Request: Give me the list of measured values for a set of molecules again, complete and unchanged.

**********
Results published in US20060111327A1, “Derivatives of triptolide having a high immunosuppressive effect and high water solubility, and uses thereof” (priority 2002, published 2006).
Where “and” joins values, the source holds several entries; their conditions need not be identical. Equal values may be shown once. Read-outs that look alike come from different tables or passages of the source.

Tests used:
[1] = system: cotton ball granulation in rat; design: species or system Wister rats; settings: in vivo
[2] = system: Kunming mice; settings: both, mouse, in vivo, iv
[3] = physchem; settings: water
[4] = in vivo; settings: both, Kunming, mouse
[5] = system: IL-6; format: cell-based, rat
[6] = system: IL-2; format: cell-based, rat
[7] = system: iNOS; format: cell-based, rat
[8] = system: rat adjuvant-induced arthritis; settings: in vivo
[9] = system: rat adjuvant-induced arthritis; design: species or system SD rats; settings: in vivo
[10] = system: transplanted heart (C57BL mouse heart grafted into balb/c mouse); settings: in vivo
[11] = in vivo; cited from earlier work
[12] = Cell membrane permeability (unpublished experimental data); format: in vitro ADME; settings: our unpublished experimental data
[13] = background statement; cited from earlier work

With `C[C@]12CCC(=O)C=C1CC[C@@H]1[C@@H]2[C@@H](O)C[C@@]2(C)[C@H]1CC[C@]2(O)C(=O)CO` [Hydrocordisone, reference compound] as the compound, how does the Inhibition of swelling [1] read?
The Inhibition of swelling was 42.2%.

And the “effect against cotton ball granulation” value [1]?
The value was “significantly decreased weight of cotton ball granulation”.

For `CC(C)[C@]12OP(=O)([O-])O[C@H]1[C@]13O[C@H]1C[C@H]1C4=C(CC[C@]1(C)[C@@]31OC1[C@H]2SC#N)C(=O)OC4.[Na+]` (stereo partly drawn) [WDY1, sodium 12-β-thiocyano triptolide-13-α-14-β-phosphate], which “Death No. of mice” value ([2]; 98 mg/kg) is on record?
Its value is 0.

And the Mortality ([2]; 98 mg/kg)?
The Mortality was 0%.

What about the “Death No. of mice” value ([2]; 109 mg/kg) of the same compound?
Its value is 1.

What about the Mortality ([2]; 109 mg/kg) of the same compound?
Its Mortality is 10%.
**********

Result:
Results published in US20060111327A1, “Derivatives of triptolide having a high immunosuppressive effect and high water solubility, and uses thereof” (priority 2002, published 2006).
Where “and” joins values, the source holds several entries; their conditions need not be identical. Equal values may be shown once. Read-outs that look alike come from different tables or passages of the source.

Tests used:
[1] = system: cotton ball granulation in rat; design: species or system Wister rats; settings: in vivo
[2] = system: Kunming mice; settings: both, mouse, in vivo, iv
[3] = physchem; settings: water
[4] = in vivo; settings: both, Kunming, mouse
[5] = system: IL-6; format: cell-based, rat
[6] = system: IL-2; format: cell-based, rat
[7] = system: iNOS; format: cell-based, rat
[8] = system: rat adjuvant-induced arthritis; settings: in vivo
[9] = system: rat adjuvant-induced arthritis; design: species or system SD rats; settings: in vivo
[10] = system: transplanted heart (C57BL mouse heart grafted into balb/c mouse); settings: in vivo
[11] = in vivo; cited from earlier work
[12] = Cell membrane permeability (unpublished experimental data); format: in vitro ADME; settings: our unpublished experimental data
[13] = background statement; cited from earlier work

With `C[C@]12CCC(=O)C=C1CC[C@@H]1[C@@H]2[C@@H](O)C[C@@]2(C)[C@H]1CC[C@]2(O)C(=O)CO` [Hydrocordisone, reference compound] as the compound, how does the Inhibition of swelling [1] read?
The Inhibition of swelling was 42.2%.

And the “effect against cotton ball granulation” value [1]?
The value was “significantly decreased weight of cotton ball granulation”.

For `CC(C)[C@]12OP(=O)([O-])O[C@H]1[C@]13O[C@H]1C[C@H]1C4=C(CC[C@]1(C)[C@@]31OC1[C@H]2SC#N)C(=O)OC4.[Na+]` (stereo partly drawn) [WDY1, sodium 12-β-thiocyano triptolide-13-α-14-β-phosphate], which “Death No. of mice” value ([2]; 98 mg/kg) is on record?
Its value is 0.

And the Mortality ([2]; 98 mg/kg)?
The Mortality was 0%.

What about the “Death No. of mice” value ([2]; 109 mg/kg) of the same compound?
Its value is 1.

What about the Mortality ([2]; 109 mg/kg) of the same compound?
Its Mortality is 10%.